Lantzville district hall. NEWS BULLETIN file

Lantzville moves forward with official community plan

OCP to be reviewed by other local governments and government agencies

After months of planning, debating and holding numerous workshops, Lantzville finally has an official community plan worthy of review.

Lantzville councillors voted 6-1 in favour of sending a heavily amended official community plan draft to a handful of agencies for review, including the City of Nanaimo, Ministry of Municipal Affairs and Housing, Regional District of Nanaimo and Island Health.

Councillors’ decision on March 12 was the culmination of months of planning, failed meetings and confusion over the official community plan process. In October, the district released the first draft version of its OCP.

A few months later during a committee of the whole meeting, councillors voted on series of motions that paved the way for changes to the district’s draft OCP. Those changes were not adopted because council failed to extend the meeting, resulting in a situation in which councillors agreed to make changes but did not officially adopt those changes.

Prior to the March 12 meeting, a handful of residents commented on the process and called on councillors to hold off on adopting a draft copy of the OCP until after the October municipal election.

Resident Paul Tedeschini said he was shocked by the “lack of integrity” shown by district staff and councillors throughout the entire OCP process. He said he was concerned about the changes made by district staff and called for councillors to hold off on the OCP process.

“It it really feels like there is a lot going on here that is not above board. The whole thing, sadly, needs to be scrapped,” he said. “It is not the time to be deciding this because the community actually, now can see what is going on. They can see who is behind the curtain and what is going on and it stinks and the people who are behind it; it is so obvious, the greed.”

Lantzville councillors made more than a dozen amendments to the OCP, including requiring “proponents of redevelopment” to enter into written agreement in order to receive density bonuses and requiring zoning bylaws to indicate the maximum allowable densities both with and without the amenity contribution requirements. Council didn’t include language that called for the removal of one unit per hectare and replacing it with three units per hectare in the parkland dedication and density bonus portion of the OCP.

Speaking to the News Bulletin afterwards, Coun. Bob Colclough said he was pleased to see that the OCP is off for review, even though he didn’t like how the OCP turned out.

“I am not happy with the product .. but it is time to get on. It is the will of council so let’s get on with it.”

Colclough, who had originally made the motion to alter the density bonus portion of the OCP, explained that the idea behind his proposed amendments was to give Lantzville flexibility in dealing with developers.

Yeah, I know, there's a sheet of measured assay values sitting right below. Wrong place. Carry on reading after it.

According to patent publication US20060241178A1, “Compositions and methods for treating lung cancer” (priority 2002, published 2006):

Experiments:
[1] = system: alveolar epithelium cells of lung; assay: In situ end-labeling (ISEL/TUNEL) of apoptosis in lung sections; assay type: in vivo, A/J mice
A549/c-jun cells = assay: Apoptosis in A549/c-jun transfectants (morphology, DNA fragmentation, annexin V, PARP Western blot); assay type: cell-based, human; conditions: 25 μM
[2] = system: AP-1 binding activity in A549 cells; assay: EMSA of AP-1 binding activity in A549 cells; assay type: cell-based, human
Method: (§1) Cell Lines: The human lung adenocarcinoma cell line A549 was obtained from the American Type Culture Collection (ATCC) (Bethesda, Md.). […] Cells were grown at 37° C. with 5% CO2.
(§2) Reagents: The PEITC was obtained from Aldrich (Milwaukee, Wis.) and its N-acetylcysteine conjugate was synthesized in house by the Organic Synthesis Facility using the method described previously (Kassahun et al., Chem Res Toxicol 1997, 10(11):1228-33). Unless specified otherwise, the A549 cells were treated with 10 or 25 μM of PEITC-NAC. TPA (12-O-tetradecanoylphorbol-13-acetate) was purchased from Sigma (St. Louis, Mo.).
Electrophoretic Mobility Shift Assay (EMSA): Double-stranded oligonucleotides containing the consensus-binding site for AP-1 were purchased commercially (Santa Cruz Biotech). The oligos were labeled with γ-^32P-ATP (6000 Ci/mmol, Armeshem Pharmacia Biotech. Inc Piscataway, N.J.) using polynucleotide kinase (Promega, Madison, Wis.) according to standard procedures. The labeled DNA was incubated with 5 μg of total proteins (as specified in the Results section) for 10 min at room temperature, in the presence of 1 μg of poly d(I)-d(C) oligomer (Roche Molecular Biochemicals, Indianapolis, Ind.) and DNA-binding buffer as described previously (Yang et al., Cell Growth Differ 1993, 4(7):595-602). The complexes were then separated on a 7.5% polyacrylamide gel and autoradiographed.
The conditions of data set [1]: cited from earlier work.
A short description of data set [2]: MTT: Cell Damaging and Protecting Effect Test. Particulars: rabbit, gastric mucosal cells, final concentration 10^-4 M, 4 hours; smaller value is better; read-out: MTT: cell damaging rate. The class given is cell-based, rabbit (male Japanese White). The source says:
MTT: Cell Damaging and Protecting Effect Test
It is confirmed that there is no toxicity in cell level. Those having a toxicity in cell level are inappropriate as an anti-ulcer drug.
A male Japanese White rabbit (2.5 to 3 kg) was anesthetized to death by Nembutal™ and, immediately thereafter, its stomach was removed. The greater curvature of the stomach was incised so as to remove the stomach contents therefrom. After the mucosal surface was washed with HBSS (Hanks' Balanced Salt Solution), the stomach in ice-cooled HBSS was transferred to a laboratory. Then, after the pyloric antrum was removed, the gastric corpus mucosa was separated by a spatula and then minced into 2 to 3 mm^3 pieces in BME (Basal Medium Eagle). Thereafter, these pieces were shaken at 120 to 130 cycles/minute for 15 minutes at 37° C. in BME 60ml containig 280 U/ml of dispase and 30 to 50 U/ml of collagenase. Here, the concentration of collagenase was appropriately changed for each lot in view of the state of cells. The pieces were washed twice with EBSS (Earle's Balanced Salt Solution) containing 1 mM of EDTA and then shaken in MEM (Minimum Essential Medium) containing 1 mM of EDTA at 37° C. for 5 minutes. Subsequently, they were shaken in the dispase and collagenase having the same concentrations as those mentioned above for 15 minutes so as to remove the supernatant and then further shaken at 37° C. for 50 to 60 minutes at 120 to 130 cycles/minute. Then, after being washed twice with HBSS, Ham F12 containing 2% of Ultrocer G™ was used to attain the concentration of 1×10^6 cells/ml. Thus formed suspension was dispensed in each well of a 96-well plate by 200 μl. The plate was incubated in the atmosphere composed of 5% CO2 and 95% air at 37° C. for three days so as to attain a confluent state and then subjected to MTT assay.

“I felt that restricting the density, first of all I thought it was inappropriate and we got a legal opinion that said it is inappropriate to put it in an OCP and a zoning bylaw,” he said. “The other thing is the incentives that might entice somebody to come and make an application were minimal, they were one unit per hectare bonus, which in my opinion, are not worth applying for because there is a time and cost factor,” adding that what he wanted to do was remove the caps and allow council to evaluate proposals on their own merits and have enough potential density bonusing to be able to negotiate with developers.

Coun. John Coulson was the only councillor opposed to approving the OCP for review.


nicholas.pescod@nanaimobulletin.com

Like us on Facebook or follow Nicholas Pescod on Twitter

Just Posted

Chicken and Broadway on the menu at Bite of Nanaimo

Food, music and roving broadway characters a recipe for TheatreOne fundraiser Friday, Oct. 19

Buccaneers score shutout win against Generals

Nanaimo defeated Oceanside 2-0 on Thursday in VIJHL action at the Nanaimo Ice Centre

UPDATE: Shots fired at house during fight in Nanaimo

Shots were fired at about 2:30 p.m. Thursday in 500 block of Kennedy Street, say RCMP

Nanaimo police warn public after nine-year-old girl approached by pickup truck driver

Incident happened Wednesday morning near Park Avenue School

UPDATE: Shots fired at house during fight in Nanaimo

Shots were fired at about 2:30 p.m. Thursday in 500 block of Kennedy Street, say RCMP

Candidate lists finalized for Nanaimo, Lantzville, RDN, school district

Nomination deadline passes in advance of Oct. 20 local government elections

Election 2018: candidate questionnaires

News Bulletin’s questionnaire responses for Nanaimo, Lantzville, school board, regional district

When to vote, where to vote, how to vote

Voting day is Oct. 20, with polls open 8 a.m.-8 p.m.

Beefs & Bouquets, Oct. 18

To submit a beef or bouquet to the Nanaimo News Bulletin, e-mail bulletinboard@nanaimobulletin.com

Candidate want to help people have a say in their city’s leadership

Lloyd MacIlquham one of 40 candidates running for Nanaimo city council

Nanaimo heritage building damaged by early morning fire

Franklyn Street Gym in Nanaimo’s Old City Quarter suffers extensive fire, smoke and water damage

Jets score 3 late goals to beat Canucks 4-1

Winnipeg ends three-game Vancouver win streak

San Group announces plans to build new sawmill in Port Alberni

San Group has purchased 25 acres of Catalyst Paper land for expansion

Most Read